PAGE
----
Thursday, August 28, 2008

The Gap, The Gap, Oh, The Gap....

In his 1921 book Manhood of Humanity, Korzybski had observed the gap between the advancing scientific/technological progress and the limited social/ethical progress of mankind. Or should I say man-unkind? This gap, he posited would grow and grow and lead to more deadly future disruptions—wars, revolutions, wars, revolutions, etc.—until humanity somehow found how to consciously appropriate its time-binding potential and carry it into all areas of human life, not just science and technology. Indeed, Korzybski's desire to close the deadly gap in human affairs drove him to develop general semantics.

As the Second World War was coming to a close in 1944 and 1945, he felt a certain amount of ruefulness, frustration, pessimism at the waste of human life, the suffering, the destruction of Poland, the mass-murder of European Jewry, the insanity of Nazism, etc. Many people at the time felt similarly. The writer Ben Hecht, contemplating his lost Jewish 'brothers' and 'sisters', sadly expressed it like this, in his bookA Guide for the Bedeviled:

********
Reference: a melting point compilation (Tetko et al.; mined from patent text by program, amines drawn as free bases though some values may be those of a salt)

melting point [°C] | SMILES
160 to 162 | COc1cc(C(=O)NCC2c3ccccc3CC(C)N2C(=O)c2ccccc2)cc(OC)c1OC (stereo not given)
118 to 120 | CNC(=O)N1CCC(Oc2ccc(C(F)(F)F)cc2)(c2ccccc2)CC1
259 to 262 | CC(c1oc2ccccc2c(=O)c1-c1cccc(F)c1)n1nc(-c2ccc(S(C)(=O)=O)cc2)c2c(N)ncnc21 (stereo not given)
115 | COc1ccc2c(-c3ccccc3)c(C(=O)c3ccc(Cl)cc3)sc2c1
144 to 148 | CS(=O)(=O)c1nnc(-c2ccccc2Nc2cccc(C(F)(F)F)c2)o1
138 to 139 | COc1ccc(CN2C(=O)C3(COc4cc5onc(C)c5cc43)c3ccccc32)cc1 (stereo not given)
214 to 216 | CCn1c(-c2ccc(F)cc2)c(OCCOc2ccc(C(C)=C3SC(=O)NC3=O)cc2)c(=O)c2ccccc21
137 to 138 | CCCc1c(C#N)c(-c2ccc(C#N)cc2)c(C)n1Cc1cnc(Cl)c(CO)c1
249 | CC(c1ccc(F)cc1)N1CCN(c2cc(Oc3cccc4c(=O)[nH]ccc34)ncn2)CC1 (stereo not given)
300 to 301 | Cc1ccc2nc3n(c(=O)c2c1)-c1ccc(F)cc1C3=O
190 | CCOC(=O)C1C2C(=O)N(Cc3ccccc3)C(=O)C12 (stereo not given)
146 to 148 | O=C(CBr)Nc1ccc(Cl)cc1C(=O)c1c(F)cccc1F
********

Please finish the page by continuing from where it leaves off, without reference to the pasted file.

If civilization is to be measured by the progress of human rationality, we can still use the yardstick of the cynic—which is no longer than a sigh.
And yet... Korzybski wasn't inclined to say "people are bad, the world is bad, etc." and thus to sink into depression and despair. As he said 'I was born with a good liver'. He did say this: "The world is hopeless." Unless we as individuals work at changing the way we 'think' about 'things'. Then we might have some legitimate hope. Are we there yet?

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